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When it comes to the catchy nicknames which decorate pro darts, they don’t come much cooler than ‘Jackpot’, the title bestowed upon two-time world champion Adrian Lewis.

Weirdly, he got the name for not winning something, a US$72,000 fruit machine payout at the MGM Grand in Las Vegas that he was too young to collect, but since then he’s been picking up cheques and titles like they’re litter.

At 27, Lewis is a relative pup among the old dogs of darts and hot on the heels of his mentor and fellow Stoke-On-Trent export Phil ‘The Power’ Taylor, 52, the most dominant darts player of all time with 15 world titles.‘Jackpot’ is currently number two behind Taylor in the PDC (Professional Darts Corporation) Order of Merit, but when the World Darts Championships start at Alexandra Palace, London, on December 14, the young bloke will be going for his third consecutive world title.

In the previous two tournaments, for which the final is held on New Year’s Day, he beat Gary Anderson and Andy Hamilton for what is now known as the Sid Waddell Trophy, in honour of the iconic commentator who died this year.

After last year, he boldly set a target of 10 titles, a boast he’s happy to back up: “I reckon between now and the end of my career I could win between eight and 10,” Lewis tells TNT.

“That’d be good, you know. That’d put me as second best of all time behind Phil. I’d rather be the best, but I don’t think anyone can emulate what he’s done.”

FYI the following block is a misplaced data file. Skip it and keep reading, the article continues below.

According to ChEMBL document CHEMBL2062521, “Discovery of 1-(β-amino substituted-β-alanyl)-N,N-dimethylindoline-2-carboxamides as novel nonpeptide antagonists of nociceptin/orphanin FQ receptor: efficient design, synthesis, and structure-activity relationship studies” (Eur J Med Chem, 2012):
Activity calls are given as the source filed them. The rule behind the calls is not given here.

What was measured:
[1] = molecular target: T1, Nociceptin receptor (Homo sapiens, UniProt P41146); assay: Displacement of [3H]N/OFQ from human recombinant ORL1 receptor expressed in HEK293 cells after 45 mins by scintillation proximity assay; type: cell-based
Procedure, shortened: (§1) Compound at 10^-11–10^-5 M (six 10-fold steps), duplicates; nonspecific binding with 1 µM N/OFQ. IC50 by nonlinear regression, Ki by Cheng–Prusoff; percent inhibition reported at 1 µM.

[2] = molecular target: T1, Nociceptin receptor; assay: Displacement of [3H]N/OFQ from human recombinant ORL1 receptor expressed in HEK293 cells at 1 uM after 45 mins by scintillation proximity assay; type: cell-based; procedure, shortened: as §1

Having a mentor as a rival has become second nature for Lewis, who now uses the mental strength Taylor helped him instill in his game against the veteran.“

He’s been fantastic for me,” Lewis says.

“Teaching me how to get my mind right. Teaching me about finishing, and working out the ‘out shots’, but he’s another opponent when it comes to that.”

Preparation is important in darts, which relies on fine motor skills and leaves no margin for error at the top level.

Lewis will have the added distraction, or inspiration, after his wife Sarah gave birth to a little boy, Matthew, last week.“It’d be great to win a third one for him,” Lewis beams.

For those who see darts as throwing a spike at a red, white and black circle, it’s hard to comprehend the ability of these guys. Lewis says it’s like any other sport.

“You need a natural ability for the game in the first place and you’ve got to work at that, you know,” he says.

“Then you’ve got to find your weaknesses and work on those, like if you’re missing double openers or having trouble finishing off, you’ve got to practice and work at it like everything.

He says the most important ingredient a top player needs is “bottle”, the slang term which in this case means an ability to stump up under pressure and at key moments.

“You’ve got to have a lot bottle,” he says.

“You’ve got to be focussed and have belief in yourself.And you’ve got to work at that too.

It’s important ’cause to win games you’ve got to show bottle to finish a game off.”

No one showed more ‘bottle’ than Lewis in last year’s titles at Ally Pally.

He pulled off what is considered one of the greatest ever comebacks when he won after being 5-1 down in the  semi-final against James ‘The Machine’ Wade, an opponent he’d previously lost heavily to.

“When you’re in that situation you’re thinking, ‘Ah, come on then, it’s not game over, I’m not going to lose my title.’


Lucky Lewis: Adrian 'Jackpot' Lewis is throwing for a third world title in a row this week
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